Who needs destabilisation in Aegean?
    Azerbaijani political analyst's opinion

    ANALYTICS  23 September 2022 - 13:48

    Matanat Nasibova

    It seems that another crisis is brewing in the strained Türkiye-Greece relations, which, proceeding from the frequent harsh rhetoric of the sides, is becoming systematic.

    As is known, another incident provoked by the Greek side against Türkiye occurred relatively recently, after Greece tried to intercept a Turkish patrol aircraft that was performing a task as part of a NATO operation.

    According to Turkish sources, the Greek side used S-300 air defence systems to intercept Turkish F-16 fighter jets in international airspace over the Aegean and Mediterranean seas.

    In response to this provocation, Turkish President Recep Tayyip Erdogan sent a warning message to Greece, saying that Athens would pay a heavy price if it continues to provoke the Turkish military.

    “I would like to tell Athens only one thing. Do not forget about Izmir!” the president said during a visit to the 2022 Teknofest Aerospace and Technology Festival, referring to the events of the second Greco-Turkish war of 1919-1922, as a result of which, as is known, the city was liberated from the Greek army by [Founder of the Turkish Republic] Kemal Ataturk’s troops.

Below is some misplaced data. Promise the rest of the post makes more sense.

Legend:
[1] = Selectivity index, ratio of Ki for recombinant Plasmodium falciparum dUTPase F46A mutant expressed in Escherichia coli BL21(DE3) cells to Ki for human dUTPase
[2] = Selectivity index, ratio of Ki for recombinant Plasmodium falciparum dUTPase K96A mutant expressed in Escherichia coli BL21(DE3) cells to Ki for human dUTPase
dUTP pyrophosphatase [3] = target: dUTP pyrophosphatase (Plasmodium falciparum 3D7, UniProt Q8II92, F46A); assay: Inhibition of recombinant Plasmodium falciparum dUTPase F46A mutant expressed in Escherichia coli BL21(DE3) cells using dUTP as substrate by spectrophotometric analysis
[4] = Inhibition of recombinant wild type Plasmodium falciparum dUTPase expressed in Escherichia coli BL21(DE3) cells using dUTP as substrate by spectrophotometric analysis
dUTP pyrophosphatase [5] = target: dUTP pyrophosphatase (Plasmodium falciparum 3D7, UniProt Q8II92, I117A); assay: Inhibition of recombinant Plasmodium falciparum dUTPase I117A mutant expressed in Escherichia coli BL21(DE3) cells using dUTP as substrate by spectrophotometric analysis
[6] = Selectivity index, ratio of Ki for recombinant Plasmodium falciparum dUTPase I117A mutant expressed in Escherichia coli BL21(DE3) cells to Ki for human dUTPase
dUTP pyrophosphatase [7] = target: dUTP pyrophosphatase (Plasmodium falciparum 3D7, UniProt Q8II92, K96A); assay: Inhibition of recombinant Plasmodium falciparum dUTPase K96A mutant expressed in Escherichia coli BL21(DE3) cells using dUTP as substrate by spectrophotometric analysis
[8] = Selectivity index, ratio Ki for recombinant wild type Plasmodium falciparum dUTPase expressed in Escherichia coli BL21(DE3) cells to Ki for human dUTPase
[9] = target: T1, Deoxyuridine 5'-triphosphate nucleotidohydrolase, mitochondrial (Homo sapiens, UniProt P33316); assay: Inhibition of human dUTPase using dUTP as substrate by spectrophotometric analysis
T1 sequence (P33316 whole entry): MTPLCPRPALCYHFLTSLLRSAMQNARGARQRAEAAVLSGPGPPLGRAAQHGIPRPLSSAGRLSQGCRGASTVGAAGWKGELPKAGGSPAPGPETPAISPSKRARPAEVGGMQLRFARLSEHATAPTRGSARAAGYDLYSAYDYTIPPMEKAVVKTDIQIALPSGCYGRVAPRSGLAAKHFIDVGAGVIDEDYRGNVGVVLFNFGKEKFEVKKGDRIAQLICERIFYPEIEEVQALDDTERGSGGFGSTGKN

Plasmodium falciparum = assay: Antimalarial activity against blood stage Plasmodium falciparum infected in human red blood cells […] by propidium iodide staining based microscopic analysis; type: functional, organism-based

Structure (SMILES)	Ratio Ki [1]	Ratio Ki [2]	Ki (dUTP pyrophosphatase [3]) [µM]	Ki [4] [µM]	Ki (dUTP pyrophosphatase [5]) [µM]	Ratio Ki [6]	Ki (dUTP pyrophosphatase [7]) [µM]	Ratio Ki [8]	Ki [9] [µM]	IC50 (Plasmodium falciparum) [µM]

The Turkish president’s message was perceived in Greece as another "threat to the security of the country", and as a result, the EU called on President Erdogan to stop "aggressive" rhetoric against Athens. Paris expressed an openly hostile position on the incident against Ankara. Thus, French Minister for Europe and Foreign Affairs, Catherine Colonna promised to help Athens in case of a conflict with Türkiye, which was an unpleasant surprise for the Turkish side. 

    It is known that there are many contradictions in the tense relations between the two countries, but certain efforts have been recently made by the sides to establish a mutually beneficial dialogue. In this context, it is worth citing last year's article by Turkish Foreign Minister Mevlut Cavusoglu in L'Opinion newspaper on the eve of the Turkish foreign minister’s visit to Paris.